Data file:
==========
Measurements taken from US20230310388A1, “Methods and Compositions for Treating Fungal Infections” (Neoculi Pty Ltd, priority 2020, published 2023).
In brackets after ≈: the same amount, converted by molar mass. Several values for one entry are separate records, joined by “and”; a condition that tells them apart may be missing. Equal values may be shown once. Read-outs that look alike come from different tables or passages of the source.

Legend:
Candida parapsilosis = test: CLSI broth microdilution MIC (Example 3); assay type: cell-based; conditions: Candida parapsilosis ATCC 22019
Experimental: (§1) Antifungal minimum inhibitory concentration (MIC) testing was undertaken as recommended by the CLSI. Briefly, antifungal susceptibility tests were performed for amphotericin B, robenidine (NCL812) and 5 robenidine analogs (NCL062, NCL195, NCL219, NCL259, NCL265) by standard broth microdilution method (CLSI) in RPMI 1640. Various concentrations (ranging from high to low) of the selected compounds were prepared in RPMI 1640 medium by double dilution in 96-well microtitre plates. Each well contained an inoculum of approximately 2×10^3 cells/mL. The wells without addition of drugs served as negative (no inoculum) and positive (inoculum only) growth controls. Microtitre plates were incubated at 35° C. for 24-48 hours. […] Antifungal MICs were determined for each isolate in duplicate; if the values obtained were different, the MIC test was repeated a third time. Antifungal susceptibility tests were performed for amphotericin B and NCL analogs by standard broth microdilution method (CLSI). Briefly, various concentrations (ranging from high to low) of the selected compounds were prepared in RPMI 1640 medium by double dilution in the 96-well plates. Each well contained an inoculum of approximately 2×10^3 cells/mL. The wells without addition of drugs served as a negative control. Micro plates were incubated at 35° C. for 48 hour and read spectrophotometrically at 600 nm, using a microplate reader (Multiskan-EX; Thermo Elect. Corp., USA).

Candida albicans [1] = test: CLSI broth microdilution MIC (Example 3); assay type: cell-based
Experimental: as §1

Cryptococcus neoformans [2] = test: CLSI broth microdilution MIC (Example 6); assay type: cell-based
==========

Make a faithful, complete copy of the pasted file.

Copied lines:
Measurements taken from US20230310388A1, “Methods and Compositions for Treating Fungal Infections” (Neoculi Pty Ltd, priority 2020, published 2023).
In brackets after ≈: the same amount, converted by molar mass. Several values for one entry are separate records, joined by “and”; a condition that tells them apart may be missing. Equal values may be shown once. Read-outs that look alike come from different tables or passages of the source.

Legend:
Candida parapsilosis = test: CLSI broth microdilution MIC (Example 3); assay type: cell-based; conditions: Candida parapsilosis ATCC 22019
Experimental: (§1) Antifungal minimum inhibitory concentration (MIC) testing was undertaken as recommended by the CLSI. Briefly, antifungal susceptibility tests were performed for amphotericin B, robenidine (NCL812) and 5 robenidine analogs (NCL062, NCL195, NCL219, NCL259, NCL265) by standard broth microdilution method (CLSI) in RPMI 1640. Various concentrations (ranging from high to low) of the selected compounds were prepared in RPMI 1640 medium by double dilution in 96-well microtitre plates. Each well contained an inoculum of approximately 2×10^3 cells/mL. The wells without addition of drugs served as negative (no inoculum) and positive (inoculum only) growth controls. Microtitre plates were incubated at 35° C. for 24-48 hours. […] Antifungal MICs were determined for each isolate in duplicate; if the values obtained were different, the MIC test was repeated a third time. Antifungal susceptibility tests were performed for amphotericin B and NCL analogs by standard broth microdilution method (CLSI). Briefly, various concentrations (ranging from high to low) of the selected compounds were prepared in RPMI 1640 medium by double dilution in the 96-well plates. Each well contained an inoculum of approximately 2×10^3 cells/mL. The wells without addition of drugs served as a negative control. Micro plates were incubated at 35° C. for 48 hour and read spectrophotometrically at 600 nm, using a microplate reader (Multiskan-EX; Thermo Elect. Corp., USA).

Candida albicans [1] = test: CLSI broth microdilution MIC (Example 3); assay type: cell-based
Experimental: as §1

Cryptococcus neoformans [2] = test: CLSI broth microdilution MIC (Example 6); assay type: cell-based